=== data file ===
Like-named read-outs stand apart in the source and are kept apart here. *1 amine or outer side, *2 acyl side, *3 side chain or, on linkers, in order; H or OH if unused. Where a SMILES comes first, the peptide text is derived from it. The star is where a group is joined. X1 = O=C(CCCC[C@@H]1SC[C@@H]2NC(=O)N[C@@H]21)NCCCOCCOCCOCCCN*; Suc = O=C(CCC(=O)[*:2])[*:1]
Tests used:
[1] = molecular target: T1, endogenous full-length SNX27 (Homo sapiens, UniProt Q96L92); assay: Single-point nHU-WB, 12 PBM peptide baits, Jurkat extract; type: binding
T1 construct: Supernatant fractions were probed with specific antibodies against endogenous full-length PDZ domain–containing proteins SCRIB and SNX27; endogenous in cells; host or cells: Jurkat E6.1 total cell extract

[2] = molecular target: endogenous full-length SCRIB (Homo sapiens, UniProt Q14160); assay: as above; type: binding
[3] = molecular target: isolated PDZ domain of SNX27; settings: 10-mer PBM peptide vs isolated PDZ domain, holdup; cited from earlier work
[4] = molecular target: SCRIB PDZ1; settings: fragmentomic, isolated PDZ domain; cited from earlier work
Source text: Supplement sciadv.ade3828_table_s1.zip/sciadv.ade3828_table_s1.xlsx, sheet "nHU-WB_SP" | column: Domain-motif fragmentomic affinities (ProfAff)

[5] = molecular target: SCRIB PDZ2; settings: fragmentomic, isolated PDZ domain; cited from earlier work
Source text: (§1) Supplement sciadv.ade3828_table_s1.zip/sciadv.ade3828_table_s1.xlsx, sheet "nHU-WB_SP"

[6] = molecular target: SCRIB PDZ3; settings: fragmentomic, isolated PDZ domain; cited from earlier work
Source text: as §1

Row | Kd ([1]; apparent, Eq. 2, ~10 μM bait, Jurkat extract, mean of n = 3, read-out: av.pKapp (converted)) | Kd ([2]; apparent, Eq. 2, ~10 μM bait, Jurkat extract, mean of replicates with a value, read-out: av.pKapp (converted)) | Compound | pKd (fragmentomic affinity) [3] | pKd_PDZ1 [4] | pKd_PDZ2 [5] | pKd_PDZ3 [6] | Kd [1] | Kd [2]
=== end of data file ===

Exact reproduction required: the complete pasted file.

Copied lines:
Like-named read-outs stand apart in the source and are kept apart here. *1 amine or outer side, *2 acyl side, *3 side chain or, on linkers, in order; H or OH if unused. Where a SMILES comes first, the peptide text is derived from it. The star is where a group is joined. X1 = O=C(CCCC[C@@H]1SC[C@@H]2NC(=O)N[C@@H]21)NCCCOCCOCCOCCCN*; Suc = O=C(CCC(=O)[*:2])[*:1]
Tests used:
[1] = molecular target: T1, endogenous full-length SNX27 (Homo sapiens, UniProt Q96L92); assay: Single-point nHU-WB, 12 PBM peptide baits, Jurkat extract; type: binding
T1 construct: Supernatant fractions were probed with specific antibodies against endogenous full-length PDZ domain–containing proteins SCRIB and SNX27; endogenous in cells; host or cells: Jurkat E6.1 total cell extract

[2] = molecular target: endogenous full-length SCRIB (Homo sapiens, UniProt Q14160); assay: as above; type: binding
[3] = molecular target: isolated PDZ domain of SNX27; settings: 10-mer PBM peptide vs isolated PDZ domain, holdup; cited from earlier work
[4] = molecular target: SCRIB PDZ1; settings: fragmentomic, isolated PDZ domain; cited from earlier work
Source text: Supplement sciadv.ade3828_table_s1.zip/sciadv.ade3828_table_s1.xlsx, sheet "nHU-WB_SP" | column: Domain-motif fragmentomic affinities (ProfAff)

[5] = molecular target: SCRIB PDZ2; settings: fragmentomic, isolated PDZ domain; cited from earlier work
Source text: (§1) Supplement sciadv.ade3828_table_s1.zip/sciadv.ade3828_table_s1.xlsx, sheet "nHU-WB_SP"

[6] = molecular target: SCRIB PDZ3; settings: fragmentomic, isolated PDZ domain; cited from earlier work
Source text: as §1

Row | Kd ([1]; apparent, Eq. 2, ~10 μM bait, Jurkat extract, mean of n = 3, read-out: av.pKapp (converted)) | Kd ([2]; apparent, Eq. 2, ~10 μM bait, Jurkat extract, mean of replicates with a value, read-out: av.pKapp (converted)) | Compound | pKd (fragmentomic affinity) [3] | pKd_PDZ1 [4] | pKd_PDZ2 [5] | pKd_PDZ3 [6] | Kd [1] | Kd [2]